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52 UNDERSTANDING CLIA~1TE CHANGE FEEDBACKS Modeling of surface layer processes should be improved through incorporation of information from focused observational activities. Sustained observations at a number of locations that represent the variety of ocean conditions should involve air-sea fluxes of heat and freshwater, upper ocean temperature and salinity structure, and absorption of solar radiation. These observations must be conducted in several regions (including high northern and southern latitudes) representative of different ocean environments. The seasonal and sub-seasonal variations in these profiles and in the measurements of the upper ocean from expendable bathythermographs (XBTs), the Argo array of profiling floats, the Tropical Ocean Global Atmosphere program's Tropical Atmosphere Ocean project (TOGA/TAO), the Pilot Research Moored Array in the Tropical Atlantic (PIRATA), undersea gliders, and a combination of satellite measurements of sea surface height and ocean color can be used as metrics to test understanding of the uptake of heat by the ocean and their simulation in climate models. Some of the important variables for this are large-scale sea surface height and temperature, upper ocean heat content, and pycnocline depth patterns in the North Pacific, in the North Atlantic, and in the mid-latitude Southern Ocean. These can be used to measure and diagnose the circulation strength and phase of natural decadal time-scale modes, including the Arctic (North Atlantic) and Antarctic oscillations and the Pacific decadal mode. Changes in the strength or phase of these natural modes are likely to occur with anthropogenic forcing. Interior Ocean Diffusivity Changes Interior ocean mixing is very important for determining the rate of uptake of heat and carbon. Observational evidence suggests that diapycnal diffusivity (i.e., across levels of equal density known as isopycnals) is a strong function of location. Along isopycnal (i.e., nearly horizontal) diffusivity is also sometimes modeled as a function of location, depending on the strength and hence instability of currents. If current strengths decrease in response to climate warming, mesoscale energy also decreases, providing less mixing along isopcynals. This could increase SST gradients, which would provide a feedback. likely negative, increasing winds and thus increasing current strengths. Diapycnal diffusivity is due to interior turbulence, mainly caused by internal waves. Internal waves are forced by tides and by the wind. The connections between tides, winds, internal waves and diffusivity are being examined now through intensive in situ experiments. Diapycnal diffusivity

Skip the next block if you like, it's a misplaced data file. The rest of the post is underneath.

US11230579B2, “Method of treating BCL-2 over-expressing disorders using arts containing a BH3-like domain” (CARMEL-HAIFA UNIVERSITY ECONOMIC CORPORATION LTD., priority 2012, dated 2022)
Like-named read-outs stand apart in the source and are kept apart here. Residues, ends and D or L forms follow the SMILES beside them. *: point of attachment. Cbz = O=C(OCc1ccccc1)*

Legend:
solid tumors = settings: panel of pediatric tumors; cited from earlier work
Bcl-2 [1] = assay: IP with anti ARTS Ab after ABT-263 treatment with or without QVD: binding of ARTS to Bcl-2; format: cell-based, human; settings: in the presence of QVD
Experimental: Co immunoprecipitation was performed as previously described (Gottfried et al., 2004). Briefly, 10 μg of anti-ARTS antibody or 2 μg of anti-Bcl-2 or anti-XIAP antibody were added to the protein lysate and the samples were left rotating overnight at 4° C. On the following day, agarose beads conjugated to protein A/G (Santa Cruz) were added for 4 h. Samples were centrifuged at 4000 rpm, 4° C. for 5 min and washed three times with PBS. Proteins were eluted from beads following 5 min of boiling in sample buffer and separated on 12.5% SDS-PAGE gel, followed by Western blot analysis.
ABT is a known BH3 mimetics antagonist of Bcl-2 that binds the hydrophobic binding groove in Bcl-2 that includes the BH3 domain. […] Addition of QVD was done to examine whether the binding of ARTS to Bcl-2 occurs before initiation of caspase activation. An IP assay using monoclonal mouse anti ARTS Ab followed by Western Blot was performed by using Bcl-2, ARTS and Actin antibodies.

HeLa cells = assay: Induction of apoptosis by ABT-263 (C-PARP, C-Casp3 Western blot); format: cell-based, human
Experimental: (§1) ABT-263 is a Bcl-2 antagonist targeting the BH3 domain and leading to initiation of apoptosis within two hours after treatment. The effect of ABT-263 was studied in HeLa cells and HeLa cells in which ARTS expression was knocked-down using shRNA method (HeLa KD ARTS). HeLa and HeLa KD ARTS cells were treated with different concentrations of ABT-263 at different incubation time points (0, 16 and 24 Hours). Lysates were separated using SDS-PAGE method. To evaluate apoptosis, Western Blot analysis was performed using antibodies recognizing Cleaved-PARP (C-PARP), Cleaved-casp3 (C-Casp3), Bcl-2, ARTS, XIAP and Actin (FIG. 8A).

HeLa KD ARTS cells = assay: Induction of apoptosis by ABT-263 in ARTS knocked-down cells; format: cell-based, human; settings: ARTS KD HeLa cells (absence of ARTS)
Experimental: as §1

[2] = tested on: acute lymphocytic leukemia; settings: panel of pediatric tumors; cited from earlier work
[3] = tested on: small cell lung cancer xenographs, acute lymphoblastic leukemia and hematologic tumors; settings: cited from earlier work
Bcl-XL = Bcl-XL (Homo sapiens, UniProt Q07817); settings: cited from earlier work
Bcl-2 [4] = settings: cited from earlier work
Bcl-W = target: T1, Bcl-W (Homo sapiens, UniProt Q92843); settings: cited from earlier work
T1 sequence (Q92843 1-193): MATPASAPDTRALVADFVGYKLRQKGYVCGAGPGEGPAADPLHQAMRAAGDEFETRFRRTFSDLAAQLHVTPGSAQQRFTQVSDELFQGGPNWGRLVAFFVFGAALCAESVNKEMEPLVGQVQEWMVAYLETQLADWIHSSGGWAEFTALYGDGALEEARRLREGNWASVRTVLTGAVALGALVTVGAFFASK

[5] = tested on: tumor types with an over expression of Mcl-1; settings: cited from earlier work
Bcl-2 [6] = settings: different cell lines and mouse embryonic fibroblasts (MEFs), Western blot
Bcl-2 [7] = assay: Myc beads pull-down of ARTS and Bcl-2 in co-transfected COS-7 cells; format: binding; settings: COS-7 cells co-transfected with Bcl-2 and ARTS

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OCEAN HEA T UPTAKE AND OCEAN CIRCULA TION FEEDBACKS 53 is high in the surface layer where winds have a direct effect. Here mixing is enhanced with strong winds, with potential feedbacks as described above. Recent observations also show that diapycnal diffusivity is high near the ocean's solid boundaries, and is especially high where topography is rough. It is not yet clear whether long-period variations in, say, tidal amplitudes, could be amplified enough to produce climatically significant variations in diapycnal diffusivity, although there are some proponents of this idea. Ocean Circulation and Parameter~zation of Diffusivity in Simplified Ocean Models The ocean models used in climate modeling are sometimes extremely simplified in order to test parameter ranges and scenarios for phenomena that do not depend strongly on the ocean. These simplified ocean models usually have very coarse resolution and hence are very viscous. They cannot provide insight for feedbacks that actively involve the ocean. The central issues for these simplified ocean models are their absorption and advection of heat and accurate representation of SST. Many modeling studies have shown a strong dependence of the climate response to radiative forcing on the parameterization of sub-grid-scale ocean mixing (see Griffies et al. t2000] for a review). It is clear that there is an urgent need for improved parameterizations of ocean mixing that account for the observed spatial inhomogeneity of both diapycnal and isopycnal ocean mixing. These improvements should be developed through theoretical work coordinated with ongoing observational programs and field studies. To reduce dependence on sub-grid-scale parameterization, climate-modeling groups should continue moving toward improving both the resolution and physics of the ocean in climate models used to make future projections of climate change. THERM:OHALINE CIRCULATION FEEDBACKS The thermohaline circulation is defined as the component of the ocean circulation driven by fluxes of heat and fresh water through the ocean surface. In the present climate the North Atlantic and Southern oceans are the two regions of deepwater formation where warmer surface waters are converted to colder deepwaters through intense heat loss to the atmosphere. In the North Atlantic high-latitude cooling together with low-latitude heating accelerates the thermohaline circulation (Atlantic meridional overturning